- Function:
`int`

**mpz_jacobi**`(const mpz_t`

¶`a`, const mpz_t`b`) -
Calculate the Jacobi symbol

*(*. This is defined only for`a`/`b`)`b`odd.

- Function:
`int`

**mpz_legendre**`(const mpz_t`

¶`a`, const mpz_t`p`) -
Calculate the Legendre symbol

*(*. This is defined only for`a`/`p`)`p`an odd positive prime, and for such`p`it’s identical to the Jacobi symbol.

- Function:
`int`

**mpz_kronecker**`(const mpz_t`

¶`a`, const mpz_t`b`) - Function:
`int`

**mpz_kronecker_si**`(const mpz_t`

¶`a`, long`b`) - Function:
`int`

**mpz_kronecker_ui**`(const mpz_t`

¶`a`, unsigned long`b`) - Function:
`int`

**mpz_si_kronecker**`(long`

¶`a`, const mpz_t`b`) - Function:
`int`

**mpz_ui_kronecker**`(unsigned long`

¶`a`, const mpz_t`b`) -
Calculate the Jacobi symbol

*(*with the Kronecker extension`a`/`b`)*(a/2)=(2/a)*when*a*odd, or*(a/2)=0*when*a*even.When

`b`is odd the Jacobi symbol and Kronecker symbol are identical, so`mpz_kronecker_ui`

etc can be used for mixed precision Jacobi symbols too.For more information see Henri Cohen section 1.4.2 (see References), or any number theory textbook. See also the example program

`demos/qcn.c`which uses`mpz_kronecker_ui`

.

- Function:
`mp_bitcnt_t`

**mpz_remove**`(mpz_t`

¶`rop`, const mpz_t`op`, const mpz_t`f`) -
Remove all occurrences of the factor

`f`from`op`and store the result in`rop`. The return value is how many such occurrences were removed.

- Function:
`void`

**mpz_fac_ui**`(mpz_t`

¶`rop`, unsigned long int`n`) - Function:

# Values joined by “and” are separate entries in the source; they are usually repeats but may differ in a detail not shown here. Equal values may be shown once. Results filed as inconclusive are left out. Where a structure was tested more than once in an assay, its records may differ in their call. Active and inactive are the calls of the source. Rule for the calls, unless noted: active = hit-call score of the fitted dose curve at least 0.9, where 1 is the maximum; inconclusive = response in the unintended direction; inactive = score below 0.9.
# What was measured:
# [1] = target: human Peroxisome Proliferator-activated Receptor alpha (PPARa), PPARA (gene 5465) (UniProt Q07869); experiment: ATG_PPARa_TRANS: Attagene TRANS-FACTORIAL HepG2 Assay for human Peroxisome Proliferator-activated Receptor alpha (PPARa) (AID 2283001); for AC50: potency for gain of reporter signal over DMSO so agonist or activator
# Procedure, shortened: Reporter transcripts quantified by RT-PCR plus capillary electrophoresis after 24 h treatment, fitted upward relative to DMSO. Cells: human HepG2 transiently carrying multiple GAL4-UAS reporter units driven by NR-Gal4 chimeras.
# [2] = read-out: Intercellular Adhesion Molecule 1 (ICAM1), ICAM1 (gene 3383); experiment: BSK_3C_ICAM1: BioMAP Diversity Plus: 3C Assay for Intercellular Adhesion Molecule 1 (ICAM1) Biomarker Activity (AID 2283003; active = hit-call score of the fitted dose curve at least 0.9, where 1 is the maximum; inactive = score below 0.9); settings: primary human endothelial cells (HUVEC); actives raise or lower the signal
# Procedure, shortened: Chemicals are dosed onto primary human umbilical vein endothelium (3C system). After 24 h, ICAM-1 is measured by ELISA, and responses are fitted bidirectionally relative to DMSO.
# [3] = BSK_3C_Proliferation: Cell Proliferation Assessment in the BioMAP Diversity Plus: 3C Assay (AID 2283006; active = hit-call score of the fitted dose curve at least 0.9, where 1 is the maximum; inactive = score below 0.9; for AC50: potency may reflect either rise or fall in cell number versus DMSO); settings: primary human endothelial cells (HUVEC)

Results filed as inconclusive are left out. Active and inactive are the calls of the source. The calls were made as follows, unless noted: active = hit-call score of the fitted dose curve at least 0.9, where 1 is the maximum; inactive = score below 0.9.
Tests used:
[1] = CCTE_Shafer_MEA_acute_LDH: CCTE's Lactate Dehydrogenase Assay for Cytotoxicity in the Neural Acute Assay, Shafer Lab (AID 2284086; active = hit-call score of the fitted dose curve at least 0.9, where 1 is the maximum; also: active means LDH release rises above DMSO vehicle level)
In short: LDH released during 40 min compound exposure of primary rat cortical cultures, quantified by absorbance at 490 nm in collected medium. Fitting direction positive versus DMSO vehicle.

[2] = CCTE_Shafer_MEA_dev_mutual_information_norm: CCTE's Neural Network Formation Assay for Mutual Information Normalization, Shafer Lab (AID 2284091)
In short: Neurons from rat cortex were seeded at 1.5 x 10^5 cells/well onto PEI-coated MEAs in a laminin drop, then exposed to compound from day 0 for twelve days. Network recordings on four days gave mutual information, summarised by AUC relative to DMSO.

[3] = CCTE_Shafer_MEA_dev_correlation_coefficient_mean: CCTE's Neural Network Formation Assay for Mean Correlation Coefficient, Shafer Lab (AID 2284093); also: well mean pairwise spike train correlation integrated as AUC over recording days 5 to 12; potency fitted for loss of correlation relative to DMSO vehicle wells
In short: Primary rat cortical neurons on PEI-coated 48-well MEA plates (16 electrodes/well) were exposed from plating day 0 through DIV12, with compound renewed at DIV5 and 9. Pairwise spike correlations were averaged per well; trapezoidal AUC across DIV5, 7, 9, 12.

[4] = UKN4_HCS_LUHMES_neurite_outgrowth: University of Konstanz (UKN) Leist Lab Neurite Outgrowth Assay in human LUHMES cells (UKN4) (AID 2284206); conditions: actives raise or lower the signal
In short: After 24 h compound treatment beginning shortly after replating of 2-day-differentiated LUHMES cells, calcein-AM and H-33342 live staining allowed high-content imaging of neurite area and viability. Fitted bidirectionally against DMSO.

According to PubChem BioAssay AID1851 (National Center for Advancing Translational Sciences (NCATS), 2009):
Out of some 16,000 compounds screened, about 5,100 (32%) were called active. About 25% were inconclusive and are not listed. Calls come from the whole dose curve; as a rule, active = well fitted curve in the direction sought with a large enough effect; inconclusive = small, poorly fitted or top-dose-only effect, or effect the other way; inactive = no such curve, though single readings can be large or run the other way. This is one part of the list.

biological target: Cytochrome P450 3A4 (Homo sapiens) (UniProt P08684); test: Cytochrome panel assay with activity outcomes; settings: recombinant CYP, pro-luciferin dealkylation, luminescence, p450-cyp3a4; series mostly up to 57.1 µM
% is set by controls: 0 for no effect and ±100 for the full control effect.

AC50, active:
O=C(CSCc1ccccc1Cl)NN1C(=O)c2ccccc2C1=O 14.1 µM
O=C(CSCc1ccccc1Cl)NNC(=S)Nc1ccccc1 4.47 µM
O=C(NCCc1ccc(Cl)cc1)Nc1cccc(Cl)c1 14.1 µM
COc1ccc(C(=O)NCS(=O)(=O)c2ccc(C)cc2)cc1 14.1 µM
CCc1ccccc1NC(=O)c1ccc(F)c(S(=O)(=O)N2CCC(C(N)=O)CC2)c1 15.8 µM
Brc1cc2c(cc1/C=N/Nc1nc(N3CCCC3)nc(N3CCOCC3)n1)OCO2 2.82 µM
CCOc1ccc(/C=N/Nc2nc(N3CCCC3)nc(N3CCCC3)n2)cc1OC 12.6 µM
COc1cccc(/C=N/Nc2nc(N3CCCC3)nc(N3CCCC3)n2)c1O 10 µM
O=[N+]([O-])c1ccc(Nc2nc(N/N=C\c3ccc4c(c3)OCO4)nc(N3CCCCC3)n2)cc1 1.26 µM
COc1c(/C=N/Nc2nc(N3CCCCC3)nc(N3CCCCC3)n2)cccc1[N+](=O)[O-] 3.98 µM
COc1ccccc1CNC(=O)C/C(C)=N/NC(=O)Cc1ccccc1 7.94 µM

`void`

**mpz_2fac_ui**`(mpz_t`

¶`rop`, unsigned long int`n`) - Function:
`void`

**mpz_mfac_uiui**`(mpz_t`

¶`rop`, unsigned long int`n`, unsigned long int`m`) -
Set

`rop`to the factorial of`n`:`mpz_fac_ui`

computes the plain factorial`n`!,`mpz_2fac_ui`

computes the double-factorial`n`!!, and`mpz_mfac_uiui`

the`m`-multi-factorial.`n`!^(`m`)

- Function:
`void`

**mpz_primorial_ui**`(mpz_t`

¶`rop`, unsigned long int`n`) -
Set

`rop`to the primorial of`n`, i.e. the product of all positive prime numbers*<=*.`n`

- Function:
`void`

**mpz_bin_ui**`(mpz_t`

¶`rop`, const mpz_t`n`, unsigned long int`k`) - Function:
`void`

**mpz_bin_uiui**`(mpz_t`

¶`rop`, unsigned long int`n`, unsigned long int`k`) -
Compute the binomial coefficient

and store the result in`n`over`k``rop`. Negative values of`n`are supported by`mpz_bin_ui`

, using the identity*bin(-n,k) = (-1)^k * bin(n+k-1,k)*, see Knuth volume 1 section 1.2.6 part G.

- Function:
`void`

**mpz_fib_ui**`(mpz_t`

¶`fn`, unsigned long int`n`) - Function:
`void`

**mpz_fib2_ui**`(mpz_t`

¶`fn`, mpz_t`fnsub1`, unsigned long int`n`) -
`mpz_fib_ui`

sets`fn`to*F[n]*, the`n`th Fibonacci number.`mpz_fib2_ui`

sets`fn`to*F[n]*, and`fnsub1`to*F[n-1]*.These functions are designed for calculating isolated Fibonacci numbers. When a sequence of values is wanted it’s best to start with

`mpz_fib2_ui`

and iterate the defining*F[n+1]=F[n]+F[n-1]*or similar.

- Function:
`void`

**mpz_lucnum_ui**`(mpz_t`

¶`ln`, unsigned long int`n`) - Function:
`void`

**mpz_lucnum2_ui**`(mpz_t`

¶`ln`, mpz_t`lnsub1`, unsigned long int`n`) -
`mpz_lucnum_ui`

sets`ln`to*L[n]*, the`n`th Lucas number.`mpz_lucnum2_ui`

sets`ln`to*L[n]*, and`lnsub1`to*L[n-1]*.These functions are designed for calculating isolated Lucas numbers. When a sequence of values is wanted it’s best to start with

`mpz_lucnum2_ui`

and iterate the defining*L[n+1]=L[n]+L[n-1]*or similar.The Fibonacci numbers and Lucas numbers are related sequences, so it’s never necessary to call both

`mpz_fib2_ui`

and`mpz_lucnum2_ui`

. The formulas for going from Fibonacci to Lucas can be found in Lucas Numbers, the reverse is straightforward too.